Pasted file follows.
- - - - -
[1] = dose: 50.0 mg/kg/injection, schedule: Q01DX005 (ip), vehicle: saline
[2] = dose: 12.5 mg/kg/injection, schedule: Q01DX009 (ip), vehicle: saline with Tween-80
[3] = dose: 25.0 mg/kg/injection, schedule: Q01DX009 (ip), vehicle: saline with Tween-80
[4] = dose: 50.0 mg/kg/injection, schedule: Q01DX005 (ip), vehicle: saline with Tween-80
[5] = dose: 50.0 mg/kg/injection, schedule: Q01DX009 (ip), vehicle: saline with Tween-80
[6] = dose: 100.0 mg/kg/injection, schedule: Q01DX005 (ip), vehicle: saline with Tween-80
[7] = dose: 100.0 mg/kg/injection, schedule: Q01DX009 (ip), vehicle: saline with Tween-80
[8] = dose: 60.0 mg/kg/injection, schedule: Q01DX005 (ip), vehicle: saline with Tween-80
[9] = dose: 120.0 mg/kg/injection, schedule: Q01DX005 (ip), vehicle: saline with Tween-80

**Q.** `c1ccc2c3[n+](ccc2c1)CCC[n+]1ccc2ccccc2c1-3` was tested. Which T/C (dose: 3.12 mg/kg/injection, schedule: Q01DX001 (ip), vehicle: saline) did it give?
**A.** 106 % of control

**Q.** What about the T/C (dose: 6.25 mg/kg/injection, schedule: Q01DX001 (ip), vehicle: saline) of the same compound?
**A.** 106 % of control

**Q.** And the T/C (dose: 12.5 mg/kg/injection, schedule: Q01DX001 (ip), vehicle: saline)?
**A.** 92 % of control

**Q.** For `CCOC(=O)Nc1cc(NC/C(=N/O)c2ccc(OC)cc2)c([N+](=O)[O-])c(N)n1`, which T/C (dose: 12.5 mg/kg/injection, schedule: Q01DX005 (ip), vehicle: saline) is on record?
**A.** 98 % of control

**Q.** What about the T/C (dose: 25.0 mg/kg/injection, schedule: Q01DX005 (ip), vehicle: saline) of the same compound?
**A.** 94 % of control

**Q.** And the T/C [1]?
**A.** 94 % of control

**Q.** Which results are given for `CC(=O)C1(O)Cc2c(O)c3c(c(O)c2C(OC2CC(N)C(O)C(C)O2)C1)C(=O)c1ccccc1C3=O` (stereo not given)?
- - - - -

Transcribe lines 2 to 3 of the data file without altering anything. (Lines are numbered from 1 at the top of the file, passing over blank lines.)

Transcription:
[2] = dose: 12.5 mg/kg/injection, schedule: Q01DX009 (ip), vehicle: saline with Tween-80
[3] = dose: 25.0 mg/kg/injection, schedule: Q01DX009 (ip), vehicle: saline with Tween-80